Reflections on the All Party Parliamentary Group meetings on ME – part 2

Another speaker who drew my attention was Dr Esther Crawley.
Dr Crawley is a consultant paediatrician and was a member of the
NICE Guideline Development Group by the time she attended the February
2007 meeting. Out of all the guest speakers, Crawley seemed most out of her
depth. The nadir was reached when people questioned her, she looked to an
adviser for help and some of us muttered our incredulity to each other.

If she was on a football pitch, she would have been substituted.

Amongst the answers she gave to at least partially elicit the negative reaction
were “chronic fatigue syndrome”, a term which she referred to on more than one
occasion, (bit of a no no – think of sound accompanying negative answer on Family
Fortunes), “biopsychosocial” and “individualised treatments”

Note “individualised treatments” and my previous reference to “dustbin diagnosis”
in part 1 of this look back.

She made a reappearance at the APPG inquiry into NHS service provision two and
a half years later which was not as floundering. Then again, the questioning was
far tamer.

Somebody who was more sure of himself was John Hutton – MP for Barrow and Furness
and one of Purnell’s predecessors by virtue of being ‘boss’ of the DWP when he attended
the APPG in November 2006. A more steely character than Purnell with a rather colder, taller
and leaner look to him, Hutton gave the impression that he was carrying out orders.
As with other ministers – especially the DWP ones – he turned up to tell us what’s what.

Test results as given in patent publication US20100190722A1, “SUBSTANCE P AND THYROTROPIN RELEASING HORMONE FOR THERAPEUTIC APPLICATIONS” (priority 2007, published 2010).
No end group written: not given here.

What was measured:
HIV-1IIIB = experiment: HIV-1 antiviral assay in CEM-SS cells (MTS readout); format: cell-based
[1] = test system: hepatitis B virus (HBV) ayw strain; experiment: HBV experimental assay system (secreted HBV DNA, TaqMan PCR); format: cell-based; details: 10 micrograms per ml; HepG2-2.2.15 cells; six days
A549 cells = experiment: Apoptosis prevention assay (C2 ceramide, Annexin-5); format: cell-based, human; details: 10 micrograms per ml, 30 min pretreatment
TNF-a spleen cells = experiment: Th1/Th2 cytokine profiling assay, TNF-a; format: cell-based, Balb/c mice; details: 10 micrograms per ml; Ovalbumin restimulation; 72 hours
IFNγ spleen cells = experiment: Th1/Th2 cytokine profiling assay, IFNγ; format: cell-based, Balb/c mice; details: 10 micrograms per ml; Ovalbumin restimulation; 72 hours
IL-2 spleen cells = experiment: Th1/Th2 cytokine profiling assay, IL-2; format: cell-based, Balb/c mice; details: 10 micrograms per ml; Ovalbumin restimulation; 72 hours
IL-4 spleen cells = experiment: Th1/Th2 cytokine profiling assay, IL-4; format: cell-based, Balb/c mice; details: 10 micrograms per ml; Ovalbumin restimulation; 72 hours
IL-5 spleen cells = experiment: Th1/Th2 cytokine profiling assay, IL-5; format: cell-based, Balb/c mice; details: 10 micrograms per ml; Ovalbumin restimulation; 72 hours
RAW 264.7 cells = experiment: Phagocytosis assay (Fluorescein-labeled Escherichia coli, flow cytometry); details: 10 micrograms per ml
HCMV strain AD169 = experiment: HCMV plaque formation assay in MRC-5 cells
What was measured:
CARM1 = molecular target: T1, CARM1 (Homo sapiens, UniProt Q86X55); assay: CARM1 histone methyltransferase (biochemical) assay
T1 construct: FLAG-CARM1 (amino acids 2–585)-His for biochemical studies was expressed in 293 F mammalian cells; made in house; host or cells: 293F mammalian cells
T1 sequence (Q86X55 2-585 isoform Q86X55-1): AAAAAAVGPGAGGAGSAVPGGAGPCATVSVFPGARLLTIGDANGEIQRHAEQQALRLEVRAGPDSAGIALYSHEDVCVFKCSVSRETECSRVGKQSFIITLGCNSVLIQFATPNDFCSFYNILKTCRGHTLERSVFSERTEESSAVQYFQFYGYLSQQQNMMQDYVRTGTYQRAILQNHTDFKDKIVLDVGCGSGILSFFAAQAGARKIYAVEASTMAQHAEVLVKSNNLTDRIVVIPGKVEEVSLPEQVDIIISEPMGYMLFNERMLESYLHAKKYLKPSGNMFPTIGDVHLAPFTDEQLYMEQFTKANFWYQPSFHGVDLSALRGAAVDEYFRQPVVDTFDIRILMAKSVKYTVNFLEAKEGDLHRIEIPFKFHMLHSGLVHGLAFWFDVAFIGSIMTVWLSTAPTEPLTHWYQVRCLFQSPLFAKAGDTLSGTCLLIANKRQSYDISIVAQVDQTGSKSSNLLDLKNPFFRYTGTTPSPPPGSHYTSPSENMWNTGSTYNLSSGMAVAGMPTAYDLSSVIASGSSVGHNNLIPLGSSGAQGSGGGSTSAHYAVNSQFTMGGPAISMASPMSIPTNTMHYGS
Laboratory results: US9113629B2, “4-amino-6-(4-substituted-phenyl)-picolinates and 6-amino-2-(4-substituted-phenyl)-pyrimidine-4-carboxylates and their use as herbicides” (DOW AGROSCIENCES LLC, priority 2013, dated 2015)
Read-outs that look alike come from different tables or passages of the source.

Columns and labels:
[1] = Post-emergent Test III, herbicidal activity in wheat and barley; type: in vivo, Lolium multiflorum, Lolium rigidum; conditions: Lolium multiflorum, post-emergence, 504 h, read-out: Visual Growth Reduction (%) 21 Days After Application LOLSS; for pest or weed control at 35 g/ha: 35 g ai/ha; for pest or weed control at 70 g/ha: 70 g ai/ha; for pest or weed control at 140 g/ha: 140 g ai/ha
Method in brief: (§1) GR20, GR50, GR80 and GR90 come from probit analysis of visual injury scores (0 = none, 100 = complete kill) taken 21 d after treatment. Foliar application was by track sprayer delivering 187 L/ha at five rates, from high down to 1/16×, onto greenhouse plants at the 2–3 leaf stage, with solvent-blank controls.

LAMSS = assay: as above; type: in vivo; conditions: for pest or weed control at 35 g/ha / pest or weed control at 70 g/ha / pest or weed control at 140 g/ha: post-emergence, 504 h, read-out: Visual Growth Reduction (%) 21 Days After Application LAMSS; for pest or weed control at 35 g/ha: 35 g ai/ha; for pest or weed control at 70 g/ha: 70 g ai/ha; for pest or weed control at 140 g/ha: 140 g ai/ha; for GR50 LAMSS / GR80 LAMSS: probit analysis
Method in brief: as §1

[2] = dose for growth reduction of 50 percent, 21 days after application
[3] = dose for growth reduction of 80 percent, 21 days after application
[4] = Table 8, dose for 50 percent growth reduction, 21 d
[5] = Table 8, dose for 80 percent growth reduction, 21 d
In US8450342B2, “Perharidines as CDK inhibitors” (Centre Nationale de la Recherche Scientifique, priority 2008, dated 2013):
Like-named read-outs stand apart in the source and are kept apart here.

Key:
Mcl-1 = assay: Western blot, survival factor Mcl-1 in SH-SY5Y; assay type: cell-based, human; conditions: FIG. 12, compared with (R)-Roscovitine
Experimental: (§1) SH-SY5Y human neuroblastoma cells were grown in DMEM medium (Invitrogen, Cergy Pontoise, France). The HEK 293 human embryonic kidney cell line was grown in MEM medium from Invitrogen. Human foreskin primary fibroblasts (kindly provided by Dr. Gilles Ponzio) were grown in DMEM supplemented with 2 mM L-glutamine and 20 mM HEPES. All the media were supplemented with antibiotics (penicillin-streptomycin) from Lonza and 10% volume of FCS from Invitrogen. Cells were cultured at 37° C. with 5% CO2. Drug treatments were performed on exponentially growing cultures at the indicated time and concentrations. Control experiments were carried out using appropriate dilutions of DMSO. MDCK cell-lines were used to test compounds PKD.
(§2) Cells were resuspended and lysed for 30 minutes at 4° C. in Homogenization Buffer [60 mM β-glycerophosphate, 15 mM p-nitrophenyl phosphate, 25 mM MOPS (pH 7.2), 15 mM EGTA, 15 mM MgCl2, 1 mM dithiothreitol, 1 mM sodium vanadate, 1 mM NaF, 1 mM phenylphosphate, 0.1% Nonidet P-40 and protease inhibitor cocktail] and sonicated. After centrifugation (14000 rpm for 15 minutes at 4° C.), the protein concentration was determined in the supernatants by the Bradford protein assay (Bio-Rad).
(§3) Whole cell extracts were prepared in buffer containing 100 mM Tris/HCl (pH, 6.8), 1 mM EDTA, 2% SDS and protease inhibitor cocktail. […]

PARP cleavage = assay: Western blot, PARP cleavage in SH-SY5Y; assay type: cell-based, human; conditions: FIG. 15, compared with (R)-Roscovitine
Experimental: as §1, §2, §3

He seemed to have a rather bland, faceless minister aura about him but coupled with the comparative
toughness, he’s less easily shrugged off the ball, at the risk of referring to football again.

What was very telling was the fact that three secretaries of state for work and pensions
attended. Not one secretary of state for health attended. If anybody wants to know
just what the priorities of the government are regarding ME, read the first two sentences
of this paragraph. However, nothing will be achieved by tut-tutting at this fact although
I have a strong feeling that is merely what will happen, such is the Mahatma Gandhi-like
killer instinct that large sections of the ME ‘community’ have.

Next in the ‘memorable speaker’ section is one Dr Ira Madan, whose appearance took place
in May 2007. Out of all the guest speakers, I found her to be the most objectionable and evasive
but with a mild steeliness that was lacking in Purnell and Crawley. Sir Peter Spencer, CEO of Action
for ME, claimed that Madan was hiding behind ministerial decisions whilst Dr Charles Shepherd,
medical adviser to the ME Association, said about Madan in his summary:
“There was very critical questioning during and after her presentation. 
Some of the answers were not at all convincing”. One attendee said that Madan was
talking “rubbish”.

Madan was another who used the term “chronic fatigue syndrome” frequently.
As much as the term ME (Myalgic Encephalomyelitis) might be imperfect,
at least it’s not the pile of **** that ‘CFS’ is…..


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